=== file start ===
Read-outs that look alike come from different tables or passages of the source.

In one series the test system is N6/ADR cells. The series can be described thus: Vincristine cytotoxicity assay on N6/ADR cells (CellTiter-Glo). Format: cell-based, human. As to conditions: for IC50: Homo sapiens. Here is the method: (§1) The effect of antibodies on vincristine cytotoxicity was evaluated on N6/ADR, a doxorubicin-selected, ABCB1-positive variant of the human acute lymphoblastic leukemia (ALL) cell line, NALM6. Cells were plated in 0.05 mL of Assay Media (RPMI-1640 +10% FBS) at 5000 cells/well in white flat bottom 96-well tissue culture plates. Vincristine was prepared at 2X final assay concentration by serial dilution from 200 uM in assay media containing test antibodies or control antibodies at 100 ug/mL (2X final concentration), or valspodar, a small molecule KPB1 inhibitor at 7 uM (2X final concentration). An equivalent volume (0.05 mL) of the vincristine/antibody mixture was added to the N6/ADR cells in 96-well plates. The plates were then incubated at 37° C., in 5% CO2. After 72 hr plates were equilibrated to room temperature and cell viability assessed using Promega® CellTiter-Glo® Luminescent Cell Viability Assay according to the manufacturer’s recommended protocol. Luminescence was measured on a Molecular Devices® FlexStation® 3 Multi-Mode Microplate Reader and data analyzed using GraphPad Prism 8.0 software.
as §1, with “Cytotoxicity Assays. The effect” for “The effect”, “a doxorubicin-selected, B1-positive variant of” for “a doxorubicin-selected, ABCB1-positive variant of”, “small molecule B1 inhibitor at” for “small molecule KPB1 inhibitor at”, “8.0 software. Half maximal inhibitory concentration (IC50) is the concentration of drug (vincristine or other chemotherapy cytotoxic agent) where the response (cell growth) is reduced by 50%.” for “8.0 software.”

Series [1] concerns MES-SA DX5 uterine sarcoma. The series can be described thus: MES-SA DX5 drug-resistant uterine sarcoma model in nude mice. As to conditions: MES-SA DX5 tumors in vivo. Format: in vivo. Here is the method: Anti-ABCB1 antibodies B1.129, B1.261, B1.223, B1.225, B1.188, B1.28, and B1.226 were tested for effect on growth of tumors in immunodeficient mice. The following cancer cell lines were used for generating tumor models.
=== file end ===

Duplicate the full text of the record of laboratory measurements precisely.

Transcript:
Read-outs that look alike come from different tables or passages of the source.

In one series the test system is N6/ADR cells. The series can be described thus: Vincristine cytotoxicity assay on N6/ADR cells (CellTiter-Glo). Format: cell-based, human. As to conditions: for IC50: Homo sapiens. Here is the method: (§1) The effect of antibodies on vincristine cytotoxicity was evaluated on N6/ADR, a doxorubicin-selected, ABCB1-positive variant of the human acute lymphoblastic leukemia (ALL) cell line, NALM6. Cells were plated in 0.05 mL of Assay Media (RPMI-1640 +10% FBS) at 5000 cells/well in white flat bottom 96-well tissue culture plates. Vincristine was prepared at 2X final assay concentration by serial dilution from 200 uM in assay media containing test antibodies or control antibodies at 100 ug/mL (2X final concentration), or valspodar, a small molecule KPB1 inhibitor at 7 uM (2X final concentration). An equivalent volume (0.05 mL) of the vincristine/antibody mixture was added to the N6/ADR cells in 96-well plates. The plates were then incubated at 37° C., in 5% CO2. After 72 hr plates were equilibrated to room temperature and cell viability assessed using Promega® CellTiter-Glo® Luminescent Cell Viability Assay according to the manufacturer’s recommended protocol. Luminescence was measured on a Molecular Devices® FlexStation® 3 Multi-Mode Microplate Reader and data analyzed using GraphPad Prism 8.0 software.
as §1, with “Cytotoxicity Assays. The effect” for “The effect”, “a doxorubicin-selected, B1-positive variant of” for “a doxorubicin-selected, ABCB1-positive variant of”, “small molecule B1 inhibitor at” for “small molecule KPB1 inhibitor at”, “8.0 software. Half maximal inhibitory concentration (IC50) is the concentration of drug (vincristine or other chemotherapy cytotoxic agent) where the response (cell growth) is reduced by 50%.” for “8.0 software.”

Series [1] concerns MES-SA DX5 uterine sarcoma. The series can be described thus: MES-SA DX5 drug-resistant uterine sarcoma model in nude mice. As to conditions: MES-SA DX5 tumors in vivo. Format: in vivo. Here is the method: Anti-ABCB1 antibodies B1.129, B1.261, B1.223, B1.225, B1.188, B1.28, and B1.226 were tested for effect on growth of tumors in immunodeficient mice. The following cancer cell lines were used for generating tumor models.